Bereavement can leave no space for work
Updated: Feb 3
The last few weeks have been difficult as my family and I navigate our way through our first bereavement of a close relative. Sadly, we lost my 55-year-old step mum at the beginning of November, just 18 months after her diagnosis with an incurable cancer.
I knew that I would feel upset, teary, angry and at times helpless.
What I hadn’t realised is how all-encompassing grief can be, taking over your brain and casting everything else aside. Re-running memories, my brain went on the hunt, racking through the archives trying to flag up conversations, events, images. When your brain is doing that it doesn’t leave much space for work. Helping my dad, registering the death, writing and delivering the eulogy, sorting arrangements for the funeral, all essential tasks that I wanted to be involved in and which have been helpful to me in processing my grief. The brain once again whirring through, remembering lines, editing lines, assessing what I said at the funeral, who did I speak to, who did I miss, are the kids OK? Still, no space for work.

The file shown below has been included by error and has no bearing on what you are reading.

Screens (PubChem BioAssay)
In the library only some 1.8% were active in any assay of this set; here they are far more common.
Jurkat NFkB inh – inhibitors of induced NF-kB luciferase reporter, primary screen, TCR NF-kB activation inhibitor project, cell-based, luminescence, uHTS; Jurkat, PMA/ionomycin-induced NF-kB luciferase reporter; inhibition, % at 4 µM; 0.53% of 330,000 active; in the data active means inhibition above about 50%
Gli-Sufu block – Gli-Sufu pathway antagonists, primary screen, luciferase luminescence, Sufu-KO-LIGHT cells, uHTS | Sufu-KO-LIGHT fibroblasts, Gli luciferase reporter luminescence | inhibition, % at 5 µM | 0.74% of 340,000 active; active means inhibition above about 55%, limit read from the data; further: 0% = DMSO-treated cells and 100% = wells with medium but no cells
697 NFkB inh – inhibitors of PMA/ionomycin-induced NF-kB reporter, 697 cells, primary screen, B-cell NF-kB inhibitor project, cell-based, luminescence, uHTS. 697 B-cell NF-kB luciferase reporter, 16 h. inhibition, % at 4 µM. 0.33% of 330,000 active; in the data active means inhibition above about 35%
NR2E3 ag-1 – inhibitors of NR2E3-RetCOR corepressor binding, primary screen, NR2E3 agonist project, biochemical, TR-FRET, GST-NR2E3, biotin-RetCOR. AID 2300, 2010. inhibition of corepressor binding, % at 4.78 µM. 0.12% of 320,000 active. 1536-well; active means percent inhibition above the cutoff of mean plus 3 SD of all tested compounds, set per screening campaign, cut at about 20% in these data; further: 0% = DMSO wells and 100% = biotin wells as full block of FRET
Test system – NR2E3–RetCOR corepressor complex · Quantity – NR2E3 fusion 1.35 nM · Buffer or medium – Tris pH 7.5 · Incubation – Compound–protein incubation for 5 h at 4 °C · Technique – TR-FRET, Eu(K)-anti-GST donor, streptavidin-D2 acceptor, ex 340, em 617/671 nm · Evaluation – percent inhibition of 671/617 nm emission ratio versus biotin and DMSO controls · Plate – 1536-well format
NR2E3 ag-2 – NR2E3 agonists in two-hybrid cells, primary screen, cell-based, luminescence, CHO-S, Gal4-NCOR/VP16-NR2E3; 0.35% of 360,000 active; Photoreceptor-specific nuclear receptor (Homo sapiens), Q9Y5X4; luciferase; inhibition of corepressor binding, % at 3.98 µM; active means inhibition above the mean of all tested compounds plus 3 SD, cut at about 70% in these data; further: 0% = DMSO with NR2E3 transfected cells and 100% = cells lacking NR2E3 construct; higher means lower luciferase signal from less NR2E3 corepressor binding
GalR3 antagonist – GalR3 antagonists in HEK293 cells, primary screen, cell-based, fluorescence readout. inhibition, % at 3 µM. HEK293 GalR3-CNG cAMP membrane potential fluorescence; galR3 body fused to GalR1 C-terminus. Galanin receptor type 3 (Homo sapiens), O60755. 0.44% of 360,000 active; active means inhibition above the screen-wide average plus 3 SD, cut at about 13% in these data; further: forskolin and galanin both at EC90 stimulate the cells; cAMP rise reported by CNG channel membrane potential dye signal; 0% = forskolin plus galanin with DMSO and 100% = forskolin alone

I’m once again grateful for the fact that, working for myself, I can take time to be with family when needed. I’ve allowed myself a huge amount of space to process all of these thoughts and feelings. Flexible working is needed for many reasons, we need understanding bosses for all sorts of scenario’s, and we need workplaces to be adaptable when these inevitable events happen.